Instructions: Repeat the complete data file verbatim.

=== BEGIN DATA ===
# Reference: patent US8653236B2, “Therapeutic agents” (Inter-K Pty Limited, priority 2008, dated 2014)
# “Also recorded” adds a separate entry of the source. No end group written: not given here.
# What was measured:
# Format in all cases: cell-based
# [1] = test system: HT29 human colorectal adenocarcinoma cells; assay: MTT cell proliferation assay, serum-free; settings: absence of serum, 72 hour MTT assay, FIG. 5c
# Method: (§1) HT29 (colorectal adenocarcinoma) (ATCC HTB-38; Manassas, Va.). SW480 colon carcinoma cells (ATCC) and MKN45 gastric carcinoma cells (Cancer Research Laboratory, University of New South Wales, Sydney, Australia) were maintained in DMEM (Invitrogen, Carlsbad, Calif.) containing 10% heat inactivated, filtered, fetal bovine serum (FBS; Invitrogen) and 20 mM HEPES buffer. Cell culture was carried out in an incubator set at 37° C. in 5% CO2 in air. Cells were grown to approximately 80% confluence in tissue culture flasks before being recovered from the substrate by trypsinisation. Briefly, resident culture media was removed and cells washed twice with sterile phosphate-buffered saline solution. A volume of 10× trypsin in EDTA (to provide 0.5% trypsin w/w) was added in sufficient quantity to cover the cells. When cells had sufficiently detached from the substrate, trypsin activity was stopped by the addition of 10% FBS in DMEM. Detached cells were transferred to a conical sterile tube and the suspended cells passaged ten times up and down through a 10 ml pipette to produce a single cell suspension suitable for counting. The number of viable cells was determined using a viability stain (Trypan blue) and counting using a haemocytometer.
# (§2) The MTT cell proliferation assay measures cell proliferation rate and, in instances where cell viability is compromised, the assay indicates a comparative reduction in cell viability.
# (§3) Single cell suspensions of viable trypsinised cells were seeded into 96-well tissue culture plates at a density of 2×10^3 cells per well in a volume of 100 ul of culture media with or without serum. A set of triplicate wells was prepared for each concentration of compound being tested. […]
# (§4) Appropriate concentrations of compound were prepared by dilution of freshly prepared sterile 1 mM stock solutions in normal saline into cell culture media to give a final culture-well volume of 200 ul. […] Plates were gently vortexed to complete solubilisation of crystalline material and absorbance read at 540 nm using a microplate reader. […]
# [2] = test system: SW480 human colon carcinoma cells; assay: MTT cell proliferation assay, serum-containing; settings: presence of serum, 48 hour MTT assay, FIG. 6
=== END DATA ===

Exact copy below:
# Reference: patent US8653236B2, “Therapeutic agents” (Inter-K Pty Limited, priority 2008, dated 2014)
# “Also recorded” adds a separate entry of the source. No end group written: not given here.
# What was measured:
# Format in all cases: cell-based
# [1] = test system: HT29 human colorectal adenocarcinoma cells; assay: MTT cell proliferation assay, serum-free; settings: absence of serum, 72 hour MTT assay, FIG. 5c
# Method: (§1) HT29 (colorectal adenocarcinoma) (ATCC HTB-38; Manassas, Va.). SW480 colon carcinoma cells (ATCC) and MKN45 gastric carcinoma cells (Cancer Research Laboratory, University of New South Wales, Sydney, Australia) were maintained in DMEM (Invitrogen, Carlsbad, Calif.) containing 10% heat inactivated, filtered, fetal bovine serum (FBS; Invitrogen) and 20 mM HEPES buffer. Cell culture was carried out in an incubator set at 37° C. in 5% CO2 in air. Cells were grown to approximately 80% confluence in tissue culture flasks before being recovered from the substrate by trypsinisation. Briefly, resident culture media was removed and cells washed twice with sterile phosphate-buffered saline solution. A volume of 10× trypsin in EDTA (to provide 0.5% trypsin w/w) was added in sufficient quantity to cover the cells. When cells had sufficiently detached from the substrate, trypsin activity was stopped by the addition of 10% FBS in DMEM. Detached cells were transferred to a conical sterile tube and the suspended cells passaged ten times up and down through a 10 ml pipette to produce a single cell suspension suitable for counting. The number of viable cells was determined using a viability stain (Trypan blue) and counting using a haemocytometer.
# (§2) The MTT cell proliferation assay measures cell proliferation rate and, in instances where cell viability is compromised, the assay indicates a comparative reduction in cell viability.
# (§3) Single cell suspensions of viable trypsinised cells were seeded into 96-well tissue culture plates at a density of 2×10^3 cells per well in a volume of 100 ul of culture media with or without serum. A set of triplicate wells was prepared for each concentration of compound being tested. […]
# (§4) Appropriate concentrations of compound were prepared by dilution of freshly prepared sterile 1 mM stock solutions in normal saline into cell culture media to give a final culture-well volume of 200 ul. […] Plates were gently vortexed to complete solubilisation of crystalline material and absorbance read at 540 nm using a microplate reader. […]
# [2] = test system: SW480 human colon carcinoma cells; assay: MTT cell proliferation assay, serum-containing; settings: presence of serum, 48 hour MTT assay, FIG. 6